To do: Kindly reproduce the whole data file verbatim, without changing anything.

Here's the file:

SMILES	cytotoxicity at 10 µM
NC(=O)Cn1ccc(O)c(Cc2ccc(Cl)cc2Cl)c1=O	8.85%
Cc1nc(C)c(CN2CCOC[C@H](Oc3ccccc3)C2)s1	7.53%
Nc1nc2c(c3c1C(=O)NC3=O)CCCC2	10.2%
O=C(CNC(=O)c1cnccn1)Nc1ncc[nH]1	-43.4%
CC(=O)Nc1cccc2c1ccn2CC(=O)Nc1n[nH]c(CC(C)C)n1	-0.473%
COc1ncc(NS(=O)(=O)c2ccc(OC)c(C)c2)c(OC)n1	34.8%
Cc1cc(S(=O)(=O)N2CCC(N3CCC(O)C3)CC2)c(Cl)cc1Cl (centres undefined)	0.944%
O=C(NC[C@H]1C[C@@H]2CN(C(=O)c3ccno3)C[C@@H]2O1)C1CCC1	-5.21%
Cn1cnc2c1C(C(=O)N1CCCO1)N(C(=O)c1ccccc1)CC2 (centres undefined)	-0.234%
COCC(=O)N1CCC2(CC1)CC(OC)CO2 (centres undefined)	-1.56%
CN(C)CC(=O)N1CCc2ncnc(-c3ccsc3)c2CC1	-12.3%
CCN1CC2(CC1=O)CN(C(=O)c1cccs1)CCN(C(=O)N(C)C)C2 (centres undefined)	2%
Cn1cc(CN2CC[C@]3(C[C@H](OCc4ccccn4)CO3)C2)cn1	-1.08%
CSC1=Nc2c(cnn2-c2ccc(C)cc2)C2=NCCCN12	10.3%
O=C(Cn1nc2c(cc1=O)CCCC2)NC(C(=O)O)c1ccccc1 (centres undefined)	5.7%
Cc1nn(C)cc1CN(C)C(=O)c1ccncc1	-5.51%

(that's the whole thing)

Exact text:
SMILES	cytotoxicity at 10 µM
NC(=O)Cn1ccc(O)c(Cc2ccc(Cl)cc2Cl)c1=O	8.85%
Cc1nc(C)c(CN2CCOC[C@H](Oc3ccccc3)C2)s1	7.53%
Nc1nc2c(c3c1C(=O)NC3=O)CCCC2	10.2%
O=C(CNC(=O)c1cnccn1)Nc1ncc[nH]1	-43.4%
CC(=O)Nc1cccc2c1ccn2CC(=O)Nc1n[nH]c(CC(C)C)n1	-0.473%
COc1ncc(NS(=O)(=O)c2ccc(OC)c(C)c2)c(OC)n1	34.8%
Cc1cc(S(=O)(=O)N2CCC(N3CCC(O)C3)CC2)c(Cl)cc1Cl (centres undefined)	0.944%
O=C(NC[C@H]1C[C@@H]2CN(C(=O)c3ccno3)C[C@@H]2O1)C1CCC1	-5.21%
Cn1cnc2c1C(C(=O)N1CCCO1)N(C(=O)c1ccccc1)CC2 (centres undefined)	-0.234%
COCC(=O)N1CCC2(CC1)CC(OC)CO2 (centres undefined)	-1.56%
CN(C)CC(=O)N1CCc2ncnc(-c3ccsc3)c2CC1	-12.3%
CCN1CC2(CC1=O)CN(C(=O)c1cccs1)CCN(C(=O)N(C)C)C2 (centres undefined)	2%
Cn1cc(CN2CC[C@]3(C[C@H](OCc4ccccn4)CO3)C2)cn1	-1.08%
CSC1=Nc2c(cnn2-c2ccc(C)cc2)C2=NCCCN12	10.3%
O=C(Cn1nc2c(cc1=O)CCCC2)NC(C(=O)O)c1ccccc1 (centres undefined)	5.7%
Cc1nn(C)cc1CN(C)C(=O)c1ccncc1	-5.51%